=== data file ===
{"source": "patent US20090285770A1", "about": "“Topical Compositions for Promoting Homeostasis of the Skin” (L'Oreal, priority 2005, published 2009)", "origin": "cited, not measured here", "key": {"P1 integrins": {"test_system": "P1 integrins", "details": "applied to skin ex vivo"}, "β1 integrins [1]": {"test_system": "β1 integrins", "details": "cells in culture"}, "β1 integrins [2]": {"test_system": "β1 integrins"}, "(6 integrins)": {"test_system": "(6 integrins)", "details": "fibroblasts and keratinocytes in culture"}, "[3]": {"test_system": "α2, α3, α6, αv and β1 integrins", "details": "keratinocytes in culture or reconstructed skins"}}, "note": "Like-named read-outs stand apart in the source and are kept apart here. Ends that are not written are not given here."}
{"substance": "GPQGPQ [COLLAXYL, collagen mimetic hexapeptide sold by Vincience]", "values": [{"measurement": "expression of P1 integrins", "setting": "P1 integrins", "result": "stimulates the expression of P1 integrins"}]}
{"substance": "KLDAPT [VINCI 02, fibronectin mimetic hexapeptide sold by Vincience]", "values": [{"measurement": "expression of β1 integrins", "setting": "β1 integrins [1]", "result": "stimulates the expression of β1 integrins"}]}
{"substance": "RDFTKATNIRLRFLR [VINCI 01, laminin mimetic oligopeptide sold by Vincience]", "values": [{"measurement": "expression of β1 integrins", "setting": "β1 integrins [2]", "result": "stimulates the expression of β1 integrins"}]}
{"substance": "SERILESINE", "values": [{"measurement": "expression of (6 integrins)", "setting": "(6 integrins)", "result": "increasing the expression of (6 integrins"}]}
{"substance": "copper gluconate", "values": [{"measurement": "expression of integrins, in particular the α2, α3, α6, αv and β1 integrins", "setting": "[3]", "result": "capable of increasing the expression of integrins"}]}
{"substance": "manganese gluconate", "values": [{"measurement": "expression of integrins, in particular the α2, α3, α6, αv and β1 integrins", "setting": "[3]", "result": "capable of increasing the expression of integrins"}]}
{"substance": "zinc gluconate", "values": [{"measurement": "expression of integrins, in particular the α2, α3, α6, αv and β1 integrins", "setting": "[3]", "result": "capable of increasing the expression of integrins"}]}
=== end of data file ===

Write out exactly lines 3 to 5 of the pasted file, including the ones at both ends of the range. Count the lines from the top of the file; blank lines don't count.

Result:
{"substance": "KLDAPT [VINCI 02, fibronectin mimetic hexapeptide sold by Vincience]", "values": [{"measurement": "expression of β1 integrins", "setting": "β1 integrins [1]", "result": "stimulates the expression of β1 integrins"}]}
{"substance": "RDFTKATNIRLRFLR [VINCI 01, laminin mimetic oligopeptide sold by Vincience]", "values": [{"measurement": "expression of β1 integrins", "setting": "β1 integrins [2]", "result": "stimulates the expression of β1 integrins"}]}
{"substance": "SERILESINE", "values": [{"measurement": "expression of (6 integrins)", "setting": "(6 integrins)", "result": "increasing the expression of (6 integrins"}]}